In addition to planning a range of activities for this year’s festival on the National Mall, the Library is offering a variety of ways for people around the country to participate in the event online. New this year will be downloadable podcasts of interviews with popular participating authors. The Library will also present same-day webcasts of selected authors’ presentations from the “Teens & Children,” “Mysteries & Thrillers” and “Fiction & Fantasy” pavilions. Both the webcasts and the podcasts will be available on the Library’s Web site at

During the week leading up to the festival, will host a series of online chats with authors appearing at the National Book Festival. These text-based discussions can be viewed daily, starting on Monday, Sept. 25, on the site at The schedule of chats and authors’ names will be posted on the site and the Library’s site at Participants can submit questions in advance or during the live discussion. Authors’ responses will post while the program is airing or at a later date on’s online discussion archive.

In addition to live webcasts, the Library will again collaborate with Book TV on C-SPAN2 to televise the National Book Festival “History & Biography” pavilion events live on Sept. 30. The C-SPAN2 Book TV Bus, a mobile Book TV studio with a multimedia demonstration center for the public, will also be on the National Mall. Festival coverage will be streamed live on C-SPAN’s website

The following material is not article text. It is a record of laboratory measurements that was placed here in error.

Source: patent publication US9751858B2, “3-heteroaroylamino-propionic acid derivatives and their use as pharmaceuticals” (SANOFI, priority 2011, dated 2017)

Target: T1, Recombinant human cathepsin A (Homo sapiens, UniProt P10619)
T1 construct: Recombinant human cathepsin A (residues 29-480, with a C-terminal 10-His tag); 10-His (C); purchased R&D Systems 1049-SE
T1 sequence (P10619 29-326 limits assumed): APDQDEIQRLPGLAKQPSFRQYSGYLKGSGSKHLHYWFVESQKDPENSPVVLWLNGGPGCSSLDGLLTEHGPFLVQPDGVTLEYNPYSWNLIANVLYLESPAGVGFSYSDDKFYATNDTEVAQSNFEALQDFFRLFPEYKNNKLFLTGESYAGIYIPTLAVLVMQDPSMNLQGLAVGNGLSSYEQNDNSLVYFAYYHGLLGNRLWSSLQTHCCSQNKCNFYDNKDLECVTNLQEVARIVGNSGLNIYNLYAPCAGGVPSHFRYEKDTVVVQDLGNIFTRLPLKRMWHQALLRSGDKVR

The artist for this year’s festival is award-winning Russian illustrator Gennady Spirin, whose lush contemporary technique brings a rich, imaginative depiction to the 2006 National Book Festival poster. Spirin combines a modern aesthetic with the great traditions of the Renaissance. He has illustrated 30 storybooks for children and has won four gold medals from the Society of Illustrators. Four of his books, including “The Sea King’s Daughter” (1997), were named the best illustrated book of the year by The New York Times. Posters featuring the illustration painting will be available free of charge at the festival.

The 2006 National Book Festival is made possible with generous support from Distinguished Benefactor Target; Charter Sponsors AT&T, The Amend Group and The Washington Post; Patrons AARP, the James Madison Council and the National Endowment for the Arts; and a myriad of contributors. The Junior League of Washington will again contribute hundreds of volunteers to help with the National Book Festival.

A preliminary list of participating authors, illustrators and poets follows. For more information about them and the festival, visit